Cruising past the Ponte 25 de Abril, which, when I squinted, could have been the Golden Gate Bridge I’d left back home, I wondered if my passport might burst into flames. I was going to a communist festival in Amora, Portugal, hardly the sort of festival I’d envisioned myself attending during my summer in Lisbon.
The view from the ferry took me back to American soil where the word “communism” still lands with a thud. Yet for the people of Portugal, Lisbon’s rust-red bridge commemorates the Carnation Revolution that toppled the fascist Estado Novo regime, under which members of the Portuguese Communist Party (PCP) were persecuted.
On April 25, 1974, a group of left-leaning officers in the Portuguese army started a coup in the nation’s capital that would become a mighty, nonviolent civil resistance. As the regime fell, ending with it Portuguese colonialism, civilians passed out red carnations, many of which iconically wound up in the barrels of soldiers’ guns.
Two years later, an emboldened PCP threw the first Festa do Avante in Lisbon, naming the event after the party’s official newspaper, Avante! or Forward!. The festival has since grown, and moved, today drawing hundreds of thousands to the suburbs of Lisbon every first weekend in September.
A political festival that’s much more
“Think of it like Glastonbury,” a friend who’d studied abroad in England told me, pitching the festival for the following Saturday. I’d never been to Glastonbury, but I couldn’t picture hammer-and-sickle flags flying during a Mumford and Sons set.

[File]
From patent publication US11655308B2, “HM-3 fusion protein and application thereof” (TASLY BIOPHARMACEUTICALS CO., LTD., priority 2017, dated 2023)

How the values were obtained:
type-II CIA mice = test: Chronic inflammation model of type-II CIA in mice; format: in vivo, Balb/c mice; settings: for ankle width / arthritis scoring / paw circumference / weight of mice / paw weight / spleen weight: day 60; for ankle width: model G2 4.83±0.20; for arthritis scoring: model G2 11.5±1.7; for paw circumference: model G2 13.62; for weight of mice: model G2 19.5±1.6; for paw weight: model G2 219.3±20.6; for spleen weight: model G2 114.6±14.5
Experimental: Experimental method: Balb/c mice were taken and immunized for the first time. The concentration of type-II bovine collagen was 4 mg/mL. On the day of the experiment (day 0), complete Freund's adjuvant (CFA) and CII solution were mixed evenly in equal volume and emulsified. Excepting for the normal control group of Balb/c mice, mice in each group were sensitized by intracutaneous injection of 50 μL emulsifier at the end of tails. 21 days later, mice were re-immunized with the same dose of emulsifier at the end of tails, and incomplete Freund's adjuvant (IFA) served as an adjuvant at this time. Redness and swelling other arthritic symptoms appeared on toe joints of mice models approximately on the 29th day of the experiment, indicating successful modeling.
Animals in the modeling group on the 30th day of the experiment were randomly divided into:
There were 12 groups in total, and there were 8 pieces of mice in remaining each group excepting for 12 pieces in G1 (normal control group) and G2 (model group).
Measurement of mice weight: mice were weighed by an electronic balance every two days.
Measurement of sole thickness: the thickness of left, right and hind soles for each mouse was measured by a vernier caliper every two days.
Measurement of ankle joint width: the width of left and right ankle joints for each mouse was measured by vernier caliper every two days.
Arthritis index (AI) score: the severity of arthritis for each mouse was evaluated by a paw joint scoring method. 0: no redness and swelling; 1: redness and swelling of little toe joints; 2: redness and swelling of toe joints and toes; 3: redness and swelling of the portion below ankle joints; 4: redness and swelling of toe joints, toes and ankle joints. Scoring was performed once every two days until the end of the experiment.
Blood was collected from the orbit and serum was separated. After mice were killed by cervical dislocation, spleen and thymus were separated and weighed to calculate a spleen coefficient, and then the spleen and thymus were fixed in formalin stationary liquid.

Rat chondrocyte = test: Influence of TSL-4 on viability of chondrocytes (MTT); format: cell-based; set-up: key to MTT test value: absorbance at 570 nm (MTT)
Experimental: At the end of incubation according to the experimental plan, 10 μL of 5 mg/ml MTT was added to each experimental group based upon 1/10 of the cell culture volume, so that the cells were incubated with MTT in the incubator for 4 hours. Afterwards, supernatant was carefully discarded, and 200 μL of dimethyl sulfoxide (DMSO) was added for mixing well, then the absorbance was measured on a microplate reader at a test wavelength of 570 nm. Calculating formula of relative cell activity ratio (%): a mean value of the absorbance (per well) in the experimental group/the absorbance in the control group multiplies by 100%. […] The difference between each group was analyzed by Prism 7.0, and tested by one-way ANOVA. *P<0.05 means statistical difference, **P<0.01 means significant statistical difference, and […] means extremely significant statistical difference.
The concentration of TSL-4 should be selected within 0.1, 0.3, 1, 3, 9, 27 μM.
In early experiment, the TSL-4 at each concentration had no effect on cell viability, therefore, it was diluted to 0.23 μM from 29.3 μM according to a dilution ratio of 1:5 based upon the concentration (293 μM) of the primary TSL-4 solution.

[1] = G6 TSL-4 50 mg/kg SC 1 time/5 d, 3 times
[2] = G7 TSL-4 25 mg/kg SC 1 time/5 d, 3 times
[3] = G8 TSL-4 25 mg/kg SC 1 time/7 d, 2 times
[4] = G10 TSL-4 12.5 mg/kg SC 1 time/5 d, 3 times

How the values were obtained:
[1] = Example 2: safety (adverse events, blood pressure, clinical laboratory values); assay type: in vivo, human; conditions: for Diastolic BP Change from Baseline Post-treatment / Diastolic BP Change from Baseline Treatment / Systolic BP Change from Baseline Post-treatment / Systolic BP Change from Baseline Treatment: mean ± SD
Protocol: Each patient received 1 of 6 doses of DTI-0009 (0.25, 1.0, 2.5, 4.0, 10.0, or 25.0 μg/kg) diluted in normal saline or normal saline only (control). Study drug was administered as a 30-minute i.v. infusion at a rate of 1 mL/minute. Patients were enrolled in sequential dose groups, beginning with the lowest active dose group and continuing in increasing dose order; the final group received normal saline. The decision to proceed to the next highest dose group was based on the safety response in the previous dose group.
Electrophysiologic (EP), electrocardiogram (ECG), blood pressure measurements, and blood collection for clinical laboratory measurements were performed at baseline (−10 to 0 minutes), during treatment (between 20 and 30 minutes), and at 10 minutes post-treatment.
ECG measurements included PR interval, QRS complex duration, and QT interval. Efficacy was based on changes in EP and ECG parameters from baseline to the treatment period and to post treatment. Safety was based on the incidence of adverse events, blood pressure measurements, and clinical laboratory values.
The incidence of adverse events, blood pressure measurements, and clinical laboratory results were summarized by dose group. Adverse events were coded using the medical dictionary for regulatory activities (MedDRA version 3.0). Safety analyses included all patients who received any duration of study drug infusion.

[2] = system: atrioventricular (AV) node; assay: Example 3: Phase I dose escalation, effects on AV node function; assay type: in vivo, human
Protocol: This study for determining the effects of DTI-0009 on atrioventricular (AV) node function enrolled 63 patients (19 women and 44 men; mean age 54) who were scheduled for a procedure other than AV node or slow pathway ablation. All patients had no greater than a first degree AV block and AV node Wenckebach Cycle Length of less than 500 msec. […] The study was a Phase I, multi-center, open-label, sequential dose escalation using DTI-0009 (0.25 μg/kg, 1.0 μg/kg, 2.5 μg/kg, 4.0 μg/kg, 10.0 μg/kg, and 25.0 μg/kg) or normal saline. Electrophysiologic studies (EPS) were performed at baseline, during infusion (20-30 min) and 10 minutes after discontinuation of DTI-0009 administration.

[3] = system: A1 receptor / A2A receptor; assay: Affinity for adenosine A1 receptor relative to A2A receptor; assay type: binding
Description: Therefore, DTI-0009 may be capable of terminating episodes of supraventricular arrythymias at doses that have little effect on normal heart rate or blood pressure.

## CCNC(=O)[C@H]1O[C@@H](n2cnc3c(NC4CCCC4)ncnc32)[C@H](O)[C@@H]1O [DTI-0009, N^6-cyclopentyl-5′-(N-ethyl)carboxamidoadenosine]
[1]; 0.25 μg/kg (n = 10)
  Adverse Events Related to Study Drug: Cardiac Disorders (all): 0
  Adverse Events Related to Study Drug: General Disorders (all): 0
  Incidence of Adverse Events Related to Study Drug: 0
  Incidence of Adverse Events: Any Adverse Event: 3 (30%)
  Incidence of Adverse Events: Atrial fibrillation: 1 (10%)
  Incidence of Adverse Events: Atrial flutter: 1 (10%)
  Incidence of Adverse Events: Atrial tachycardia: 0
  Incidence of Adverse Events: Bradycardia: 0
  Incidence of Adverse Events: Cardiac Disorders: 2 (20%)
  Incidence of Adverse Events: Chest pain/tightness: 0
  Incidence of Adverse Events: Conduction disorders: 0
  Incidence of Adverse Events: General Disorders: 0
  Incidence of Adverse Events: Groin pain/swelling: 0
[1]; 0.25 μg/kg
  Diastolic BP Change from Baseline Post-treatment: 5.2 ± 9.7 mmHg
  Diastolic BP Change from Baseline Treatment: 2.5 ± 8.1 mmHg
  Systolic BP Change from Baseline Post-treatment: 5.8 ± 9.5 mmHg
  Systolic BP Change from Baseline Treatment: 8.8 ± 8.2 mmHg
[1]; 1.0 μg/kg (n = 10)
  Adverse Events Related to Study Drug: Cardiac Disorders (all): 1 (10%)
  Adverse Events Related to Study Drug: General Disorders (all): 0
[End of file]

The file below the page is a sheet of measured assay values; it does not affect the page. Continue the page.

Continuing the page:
“It’s just a big party,” another added, sensing my skepticism. Minutes later, they’d break out into a chorus of PCP anthem “Avante, Camarada.” Though a joke, the exchange captured Avante perfectly.
From a distance, Avante looks like any other festival, only larger. Ten stages shuffle through musical acts, theater and film screenings, and debates. There are book tents, art and science exhibits, and play areas with kid-friendly activities like puppet workshops and concerts for babies. There’s enough food and drink to represent all the flavors of Portugal, and there are sports for both spectators and participants, from martial arts matches to ballet, boxing, and Zumba classes.
Dedicated festivalgoers come for all three days, bringing caravans or pitching tents at the on-site campground, much as they do at Glastonbury and Coachella.
Up close, however, Avante announces its politics loudly. Rather than typical concert merch, booths here sell “Free Lula” pins in defense of Brazilian political prisoner Luiz Inácio “Lula” de Silva and t-shirts emblazoned with Marxist icons. Festivalgoers of all ages walk around with Che Guevara on their chests like kids in Nirvana tees at their first rock concerts.
In heavily trafficked areas, like the food pavilion seducing passersby with Porto-style bifana sandwiches and Alentejan wine, you’ll see literature pushing the party’s agenda and overhear panelists addressing topics ranging from parenting rights and social security to capitalism’s detriment to the environment.
This year, among other tributes, discussions reflected on Portugal’s political past in honor of the 45th anniversary of the Carnation Revolution. Speakers recounted events like the 1969 students’ rights protest in Coimbra, home to the country’s oldest university, and the youth opposition to the Estado Novo regime in its dying days. Some who lived through these events shared their stories.
Celebrating past, present, and future